Reports an error in "Perceived past, present, and future control and adjustment to stressful life events" by Patricia Frazier, Nora Keenan, Samantha Anders, Sulani Perera, Sandra Shallcross and Samuel Hintz (Journal of Personality and Social Psychology, Vol 100[4], 749-765). There is an error on page 758. In the sentence “Present control predicted later event-specific distress in Sample 1(β = .17, p < .01) but did not predict later general distress (β = .00) in Sample 2, controlling for earlier distress” the value .17 should have been -.17. (The following abstract of the original article appeared in record 2011-02001-001.) Perceived control is a central construct in psychology and is key to understanding individual differences in poststress outcomes (Frazier, Berman, & Steward, 2001). The goals of the current studies (using 4 samples of undergraduate students, total N = 1,421) were to examine the relations between different aspects of perceived control and poststress outcomes and to differentiate perceived control over specific events from related constructs (i.e., general control beliefs, coping strategies). To accomplish these goals, we first developed a new measure of perceived past, present, and future control over stressful life events. The data supported the content validity, factor structure, internal consistency and test–retest reliability, and convergent and discriminant validity of the new measure. Consistent with the temporal model of control (Frazier et al., 2001), these 3 forms of control had very different relations with adjustment. Present control was consistently related to lower distress levels in cross-sectional, longitudinal, and prospective analyses. Present control also predicted outcomes beyond the effects of general control beliefs and coping strategies. Past and future control had nonsignificant or positive relations with distress, although future control was associated with better outcomes (i.e., course grades) when the stressor was controllable. Thus, our measure can be used to assess the relations between perceived past, present, and future control and outcomes across a range of stressors. Because the relations between these 3 forms of control and outcomes differ markedly, measures that combine these aspects of control hinder the understanding of the important role of perceived control in adjustment to stress. (PsycINFO Database Record (c) 2011 APA, all rights reserved)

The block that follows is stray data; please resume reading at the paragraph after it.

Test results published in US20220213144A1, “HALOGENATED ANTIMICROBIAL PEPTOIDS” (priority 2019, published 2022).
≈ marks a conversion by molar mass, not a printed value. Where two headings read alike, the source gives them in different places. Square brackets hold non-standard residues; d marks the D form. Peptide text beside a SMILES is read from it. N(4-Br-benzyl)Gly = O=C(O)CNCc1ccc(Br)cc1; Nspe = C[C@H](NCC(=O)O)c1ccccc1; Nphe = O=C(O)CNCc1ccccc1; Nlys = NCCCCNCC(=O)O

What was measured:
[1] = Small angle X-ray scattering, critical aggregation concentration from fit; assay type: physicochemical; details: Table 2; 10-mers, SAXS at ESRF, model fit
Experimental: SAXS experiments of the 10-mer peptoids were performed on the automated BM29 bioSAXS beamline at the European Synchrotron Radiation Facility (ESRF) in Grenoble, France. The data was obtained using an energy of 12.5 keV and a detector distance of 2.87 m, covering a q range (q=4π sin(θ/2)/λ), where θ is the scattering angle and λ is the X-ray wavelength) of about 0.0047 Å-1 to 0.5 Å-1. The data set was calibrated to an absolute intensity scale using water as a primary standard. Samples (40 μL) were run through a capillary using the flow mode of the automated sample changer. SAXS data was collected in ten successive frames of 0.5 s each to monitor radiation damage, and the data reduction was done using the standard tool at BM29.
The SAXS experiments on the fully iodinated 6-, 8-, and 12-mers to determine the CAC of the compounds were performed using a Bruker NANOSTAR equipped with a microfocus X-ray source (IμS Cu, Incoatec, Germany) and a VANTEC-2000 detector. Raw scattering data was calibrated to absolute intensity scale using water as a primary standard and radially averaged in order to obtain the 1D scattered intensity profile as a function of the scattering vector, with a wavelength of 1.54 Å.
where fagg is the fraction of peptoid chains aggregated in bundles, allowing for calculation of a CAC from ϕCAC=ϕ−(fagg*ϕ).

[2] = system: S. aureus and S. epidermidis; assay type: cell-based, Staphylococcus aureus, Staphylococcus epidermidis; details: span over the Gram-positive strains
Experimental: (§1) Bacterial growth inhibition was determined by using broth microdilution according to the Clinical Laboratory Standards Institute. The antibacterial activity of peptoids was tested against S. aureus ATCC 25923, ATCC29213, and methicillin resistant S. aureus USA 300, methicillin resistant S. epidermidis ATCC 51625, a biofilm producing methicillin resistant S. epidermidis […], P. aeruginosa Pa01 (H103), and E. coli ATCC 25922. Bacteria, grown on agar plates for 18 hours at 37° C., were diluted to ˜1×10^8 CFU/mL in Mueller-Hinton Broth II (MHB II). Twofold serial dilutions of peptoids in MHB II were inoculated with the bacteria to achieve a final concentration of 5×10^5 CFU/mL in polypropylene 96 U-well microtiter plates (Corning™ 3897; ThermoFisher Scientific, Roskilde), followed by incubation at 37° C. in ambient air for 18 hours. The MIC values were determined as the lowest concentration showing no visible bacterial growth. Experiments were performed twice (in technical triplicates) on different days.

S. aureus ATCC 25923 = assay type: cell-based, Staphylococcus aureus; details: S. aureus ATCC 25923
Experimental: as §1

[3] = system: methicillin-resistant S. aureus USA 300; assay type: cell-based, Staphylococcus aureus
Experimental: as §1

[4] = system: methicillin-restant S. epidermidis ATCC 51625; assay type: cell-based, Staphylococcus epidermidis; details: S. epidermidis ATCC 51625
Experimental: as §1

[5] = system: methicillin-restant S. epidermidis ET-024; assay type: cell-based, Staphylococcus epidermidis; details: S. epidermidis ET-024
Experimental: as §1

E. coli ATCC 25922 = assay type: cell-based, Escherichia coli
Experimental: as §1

13. Hutcherson, Cendri A.; Gross, James J.
    Recent research has highlighted the important role of emotion in moral judgment and decision making (Greene, Sommerville, Nystrom, Darley, & Cohen, 2001; Haidt, 2001). What is less clear is whether distinctions should be drawn among specific moral emotions. Although some have argued for differences among anger, disgust, and contempt (Rozin, Lowery, Imada, & Haidt, 1999), others have suggested that these terms may describe a single undifferentiated emotional response to morally offensive behavior (Nabi, 2002). In this article, we take a social–functionalist perspective, which makes the prediction that these emotions should be differentiable both in antecedent appraisals and in consequent actions and judgments. Studies 1–3 tested and found support for our predictions concerning distinctions among antecedent appraisals, including (a) a more general role for disgust than has been previously been described, (b) an effect of self-relevance on anger but not other emotions, and (c) a role for contempt in judging incompetent actions. Studies 4 and 5 tested and found support for our specific predictions concerning functional outcomes, providing evidence that these emotions are associated with different consequences. Taken together, these studies support a social–functionalist account of anger, disgust, and contempt and lay the foundation for future research on the negative interpersonal emotions. (PsycINFO Database Record (c) 2011 APA, all rights reserved)
  14. Mauss, Iris B.; Shallcross, Amanda J.; Troy, Allison S.; John, Oliver P.; Ferrer, Emilio; Wilhelm, Frank H.; Gross, James J.